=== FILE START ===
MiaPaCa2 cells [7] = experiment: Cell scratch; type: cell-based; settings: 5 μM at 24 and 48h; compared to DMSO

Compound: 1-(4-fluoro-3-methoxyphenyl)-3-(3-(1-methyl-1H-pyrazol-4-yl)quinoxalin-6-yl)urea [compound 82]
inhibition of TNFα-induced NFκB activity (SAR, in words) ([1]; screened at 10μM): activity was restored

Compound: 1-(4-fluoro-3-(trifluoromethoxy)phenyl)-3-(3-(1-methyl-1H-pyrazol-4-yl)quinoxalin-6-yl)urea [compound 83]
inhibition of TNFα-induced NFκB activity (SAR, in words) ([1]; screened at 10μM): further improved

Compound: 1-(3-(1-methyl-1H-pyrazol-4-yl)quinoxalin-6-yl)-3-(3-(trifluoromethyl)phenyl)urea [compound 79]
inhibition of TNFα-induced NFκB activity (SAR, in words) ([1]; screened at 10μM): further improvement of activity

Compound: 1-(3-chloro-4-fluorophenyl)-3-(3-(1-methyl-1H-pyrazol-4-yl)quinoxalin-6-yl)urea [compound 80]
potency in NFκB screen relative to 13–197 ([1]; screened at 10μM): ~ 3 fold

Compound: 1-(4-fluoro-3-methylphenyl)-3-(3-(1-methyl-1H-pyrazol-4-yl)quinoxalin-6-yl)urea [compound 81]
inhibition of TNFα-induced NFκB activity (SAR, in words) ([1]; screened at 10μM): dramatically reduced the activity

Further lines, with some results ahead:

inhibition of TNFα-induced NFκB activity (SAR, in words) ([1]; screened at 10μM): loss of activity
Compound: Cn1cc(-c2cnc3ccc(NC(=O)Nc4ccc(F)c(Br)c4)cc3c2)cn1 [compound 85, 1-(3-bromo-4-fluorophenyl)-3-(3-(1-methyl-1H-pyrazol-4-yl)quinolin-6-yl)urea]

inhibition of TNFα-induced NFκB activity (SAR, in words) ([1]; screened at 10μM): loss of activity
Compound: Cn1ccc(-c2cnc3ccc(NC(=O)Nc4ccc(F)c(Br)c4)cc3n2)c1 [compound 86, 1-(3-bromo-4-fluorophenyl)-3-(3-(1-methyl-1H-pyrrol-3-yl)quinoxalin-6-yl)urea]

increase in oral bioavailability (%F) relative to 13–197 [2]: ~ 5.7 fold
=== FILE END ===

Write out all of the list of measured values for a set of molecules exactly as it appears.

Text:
MiaPaCa2 cells [7] = experiment: Cell scratch; type: cell-based; settings: 5 μM at 24 and 48h; compared to DMSO

Compound: 1-(4-fluoro-3-methoxyphenyl)-3-(3-(1-methyl-1H-pyrazol-4-yl)quinoxalin-6-yl)urea [compound 82]
inhibition of TNFα-induced NFκB activity (SAR, in words) ([1]; screened at 10μM): activity was restored

Compound: 1-(4-fluoro-3-(trifluoromethoxy)phenyl)-3-(3-(1-methyl-1H-pyrazol-4-yl)quinoxalin-6-yl)urea [compound 83]
inhibition of TNFα-induced NFκB activity (SAR, in words) ([1]; screened at 10μM): further improved

Compound: 1-(3-(1-methyl-1H-pyrazol-4-yl)quinoxalin-6-yl)-3-(3-(trifluoromethyl)phenyl)urea [compound 79]
inhibition of TNFα-induced NFκB activity (SAR, in words) ([1]; screened at 10μM): further improvement of activity

Compound: 1-(3-chloro-4-fluorophenyl)-3-(3-(1-methyl-1H-pyrazol-4-yl)quinoxalin-6-yl)urea [compound 80]
potency in NFκB screen relative to 13–197 ([1]; screened at 10μM): ~ 3 fold

Compound: 1-(4-fluoro-3-methylphenyl)-3-(3-(1-methyl-1H-pyrazol-4-yl)quinoxalin-6-yl)urea [compound 81]
inhibition of TNFα-induced NFκB activity (SAR, in words) ([1]; screened at 10μM): dramatically reduced the activity

Further lines, with some results ahead:

inhibition of TNFα-induced NFκB activity (SAR, in words) ([1]; screened at 10μM): loss of activity
Compound: Cn1cc(-c2cnc3ccc(NC(=O)Nc4ccc(F)c(Br)c4)cc3c2)cn1 [compound 85, 1-(3-bromo-4-fluorophenyl)-3-(3-(1-methyl-1H-pyrazol-4-yl)quinolin-6-yl)urea]

inhibition of TNFα-induced NFκB activity (SAR, in words) ([1]; screened at 10μM): loss of activity
Compound: Cn1ccc(-c2cnc3ccc(NC(=O)Nc4ccc(F)c(Br)c4)cc3n2)c1 [compound 86, 1-(3-bromo-4-fluorophenyl)-3-(3-(1-methyl-1H-pyrrol-3-yl)quinoxalin-6-yl)urea]

increase in oral bioavailability (%F) relative to 13–197 [2]: ~ 5.7 fold